Foreign Affairs

“What time is it?”

“hmm..”, taking out the phone from the pocket, “7.50”, I tell him.

“At this time of the day, nobody would be out. If a young boy goes out, the soldiers will just take a stick and start beating. I miss Kashmir. But I don’t miss that fear. You know I come from a village. It is blacklisted. Nobody cares about us. No roads. No hospitals. No schools. And beatings if you are found by the soldiers after dark. It is only because of the cement factories near our village that people still live. These factories give some facility to the people, clinic, school etc.”

“how far is Pakistan from your place?”

“There is a short hike, and from top of a mountain you can actually see Pakistan. There is another point were you can see Afghanistan as well.”

“oh! Afghanistan? We share a border with Afghanistan? I don’t remember the map.”

” Yeah we do. Anyway the actual LOC you cannot see in most maps. One side taken  by Pakistan. Another by China. China takes a few kilometers everyday. You don’t believe me?”

“Why wouldn’t I? I know India is far less aggressive. But few kilometers everyday?”

“Yeah because India does not know where the actual LOC is. So China takes advantage. You know kashmiri people don’t need visa to visit China. Chinese consider Kashmir as theirs. You just need a passport. If the address in your passport is in Kashmir, you can just walk in. Infact whenever chinese tourists come, most of them take me out for Pizza :).”

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This is the second part of the series of conversations I have had with a Kashmiri friend of mine. You can read the first part here called Sales.

 

Sales

“I have always wanted to see this place from inside. Finally”, I said smiling.

“This is a much smaller shop. If you see my MG Road showroom it is 5 times bigger.”

“Oh… what is in that small room?”, I asked moving towards it.

“Sit. First what will you have, coke, tea…Indian tea haan!”

“Tea will be nice”, I said settling into the chair.

He went outside to a nearby cafe, while I waited for him in the chair, looking around. He was back in 5 minutes.

Between us was a glass showcase in which scores of jewellery gleamed. Rings, lockets, semi precious stones, crystals.

“This looks beautiful,” I said pointing to a oxidized silver locket.

“This is unique. You see this ring, I can get it made from my jeweller. I just have to call him, and tell him the model  number. He will make an exact replica. But not this. This is from a collection. If I sell it. It is gone. I don’t know how to get another one.”

“Who buys these then?,” I asked.

“There are people who are specialists. They travel around buying things and adding to the collections. They come to shops like us and then sell us there entire collection. For example, one guy brought me these tibetan jewellery 3 years ago. I have sold almost 80% of it. Only these 6 pieces remain. I have tried finding them again. But impossible. ”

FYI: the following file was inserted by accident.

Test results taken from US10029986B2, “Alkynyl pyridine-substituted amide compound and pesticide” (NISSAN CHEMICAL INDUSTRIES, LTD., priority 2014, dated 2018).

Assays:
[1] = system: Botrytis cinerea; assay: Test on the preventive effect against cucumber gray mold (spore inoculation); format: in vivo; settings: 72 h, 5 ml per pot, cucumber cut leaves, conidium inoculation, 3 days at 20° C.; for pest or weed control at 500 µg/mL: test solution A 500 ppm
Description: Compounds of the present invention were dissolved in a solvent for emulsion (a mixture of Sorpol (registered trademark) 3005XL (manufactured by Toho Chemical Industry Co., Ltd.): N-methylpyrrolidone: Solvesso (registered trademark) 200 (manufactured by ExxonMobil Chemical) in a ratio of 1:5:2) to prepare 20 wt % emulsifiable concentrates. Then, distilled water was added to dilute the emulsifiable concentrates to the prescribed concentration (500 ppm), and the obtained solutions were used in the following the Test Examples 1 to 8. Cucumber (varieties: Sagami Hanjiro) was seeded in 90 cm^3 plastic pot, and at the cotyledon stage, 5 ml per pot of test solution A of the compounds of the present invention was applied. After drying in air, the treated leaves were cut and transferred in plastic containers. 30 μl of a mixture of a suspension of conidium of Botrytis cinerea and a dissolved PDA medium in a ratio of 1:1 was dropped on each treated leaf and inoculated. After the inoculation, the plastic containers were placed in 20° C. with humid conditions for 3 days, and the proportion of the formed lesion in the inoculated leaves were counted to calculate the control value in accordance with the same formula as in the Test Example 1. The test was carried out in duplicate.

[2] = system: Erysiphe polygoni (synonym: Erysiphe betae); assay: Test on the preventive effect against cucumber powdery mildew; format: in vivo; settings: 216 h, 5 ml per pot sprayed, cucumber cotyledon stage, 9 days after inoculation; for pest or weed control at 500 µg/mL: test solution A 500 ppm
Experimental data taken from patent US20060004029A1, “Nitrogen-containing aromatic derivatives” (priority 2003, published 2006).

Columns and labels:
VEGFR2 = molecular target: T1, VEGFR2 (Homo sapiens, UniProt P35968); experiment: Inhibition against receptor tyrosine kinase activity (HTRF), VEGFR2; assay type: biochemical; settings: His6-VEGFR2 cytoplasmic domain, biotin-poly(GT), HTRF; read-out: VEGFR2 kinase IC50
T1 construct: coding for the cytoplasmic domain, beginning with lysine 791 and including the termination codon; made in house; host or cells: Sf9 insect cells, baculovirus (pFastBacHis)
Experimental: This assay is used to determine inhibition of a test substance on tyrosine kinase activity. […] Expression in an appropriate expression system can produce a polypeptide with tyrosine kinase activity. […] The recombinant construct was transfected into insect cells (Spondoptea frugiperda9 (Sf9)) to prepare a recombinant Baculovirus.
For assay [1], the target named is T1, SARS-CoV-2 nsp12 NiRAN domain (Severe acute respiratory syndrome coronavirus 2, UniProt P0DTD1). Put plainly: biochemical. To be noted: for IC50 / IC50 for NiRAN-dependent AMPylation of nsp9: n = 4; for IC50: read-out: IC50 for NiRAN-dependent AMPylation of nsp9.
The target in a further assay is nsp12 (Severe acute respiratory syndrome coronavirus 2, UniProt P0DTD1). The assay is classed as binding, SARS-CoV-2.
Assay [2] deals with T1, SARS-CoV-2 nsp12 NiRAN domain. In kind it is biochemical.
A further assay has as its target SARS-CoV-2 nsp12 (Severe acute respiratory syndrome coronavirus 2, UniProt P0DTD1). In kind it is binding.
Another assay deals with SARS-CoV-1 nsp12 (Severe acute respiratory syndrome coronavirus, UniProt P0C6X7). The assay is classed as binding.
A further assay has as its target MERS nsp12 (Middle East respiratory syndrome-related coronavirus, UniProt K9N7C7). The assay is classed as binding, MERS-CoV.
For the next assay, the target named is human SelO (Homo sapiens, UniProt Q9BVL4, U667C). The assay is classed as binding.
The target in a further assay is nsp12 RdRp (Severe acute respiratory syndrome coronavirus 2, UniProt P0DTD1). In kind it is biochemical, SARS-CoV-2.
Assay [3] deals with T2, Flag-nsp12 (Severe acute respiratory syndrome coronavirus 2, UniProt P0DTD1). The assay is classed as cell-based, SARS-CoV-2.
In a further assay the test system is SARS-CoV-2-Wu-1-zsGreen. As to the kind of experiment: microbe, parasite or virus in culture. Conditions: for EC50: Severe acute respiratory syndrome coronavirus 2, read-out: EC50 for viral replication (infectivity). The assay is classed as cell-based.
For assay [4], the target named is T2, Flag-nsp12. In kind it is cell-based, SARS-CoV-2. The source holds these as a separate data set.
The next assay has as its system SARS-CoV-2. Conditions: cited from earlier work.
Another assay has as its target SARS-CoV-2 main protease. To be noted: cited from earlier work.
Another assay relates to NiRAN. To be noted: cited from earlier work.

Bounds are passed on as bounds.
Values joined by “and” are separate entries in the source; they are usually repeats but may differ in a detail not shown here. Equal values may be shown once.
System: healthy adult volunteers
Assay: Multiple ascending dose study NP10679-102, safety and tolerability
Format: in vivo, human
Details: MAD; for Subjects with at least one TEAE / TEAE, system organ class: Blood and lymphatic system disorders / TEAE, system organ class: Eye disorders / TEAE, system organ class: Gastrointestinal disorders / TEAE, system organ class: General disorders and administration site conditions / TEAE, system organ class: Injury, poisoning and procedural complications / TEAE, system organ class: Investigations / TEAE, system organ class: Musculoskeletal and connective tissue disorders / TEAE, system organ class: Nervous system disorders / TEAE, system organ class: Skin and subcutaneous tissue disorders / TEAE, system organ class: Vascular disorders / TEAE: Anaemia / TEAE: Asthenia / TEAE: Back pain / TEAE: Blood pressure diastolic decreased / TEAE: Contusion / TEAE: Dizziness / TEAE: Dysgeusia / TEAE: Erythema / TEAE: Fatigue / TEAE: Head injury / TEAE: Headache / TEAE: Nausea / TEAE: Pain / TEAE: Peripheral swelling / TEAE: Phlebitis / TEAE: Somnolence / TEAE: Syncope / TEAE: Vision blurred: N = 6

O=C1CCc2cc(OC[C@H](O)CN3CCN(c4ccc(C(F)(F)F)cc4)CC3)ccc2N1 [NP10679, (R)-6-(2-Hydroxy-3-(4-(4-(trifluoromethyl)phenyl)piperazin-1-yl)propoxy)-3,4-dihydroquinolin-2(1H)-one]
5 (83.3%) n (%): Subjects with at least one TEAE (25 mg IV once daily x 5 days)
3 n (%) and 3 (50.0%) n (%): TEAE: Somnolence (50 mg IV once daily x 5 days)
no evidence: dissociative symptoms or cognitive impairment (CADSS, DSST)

There was a a red coral oblong like a tablet, with silver inscription of some tibetan text.

“It says Om Mani Pad Mani Om,” he said. “This hear is lapis lazuli. It comes from Afghan.” He pointed to another oval stone with just a tibetan Om in silver.

“How much is this?” I asked pointing to one of them.

“This here is 3350. This smaller one is 1850.”

“I love this one. I might come some day to get it. Not today though. Sorry I am wasting your time.”

“No no. You are my friend,” he said, sounding 100% genuine.

“Are most indian customers like me?”

“It depends. People from Coimbatore have lots of money. Once a lady came and bought 6 pashmina shawls. She was a professor. Very old. Didn’t even bargain. If I say the real price for harem pants, 350, then they will say, “Bhaiyya, kam keejiye na. Real price batayiye.” I don’t entertain. They can go to other shops where they will first say 500, and then finally give for 350. You know sometimes real good people come. Once a german guy came. As soon as he entered, he put his finger to his lips. “Shhh…” he said. Don’t say anything. Then he started picking up things from here. There. Shawl. Meditation bowl. The bill came out 60k. He paid with card. And forgot his card when he left. Good thing he had mentioned the guest house he was staying. I took it back. He hugged me when I gave him the card back.  He came back the next year he was here. ”

“Don’t you go to your other shop, the MG Road one?, I asked.

“That is run by my uncle. You know. He has a different style. He is a very good salesman. I have a different style. I don’t try to sell. I make friends. Once a guy came and asked to see chess sets. I asked him whether he would like to play. We played. You know make friends. Offer tea. Thats how I sell.”

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This is the first part of a series of posts I will be writing based on my conversations with a Kashmiri friend who has a handicrafts showroom. I can vouch for this guy, if anyone coming to Auroville wants to do some handicraft shopping. Hot indian chai guaranteed :).

UPDATE- You can read the second part of the series here called – Foreign Affairs.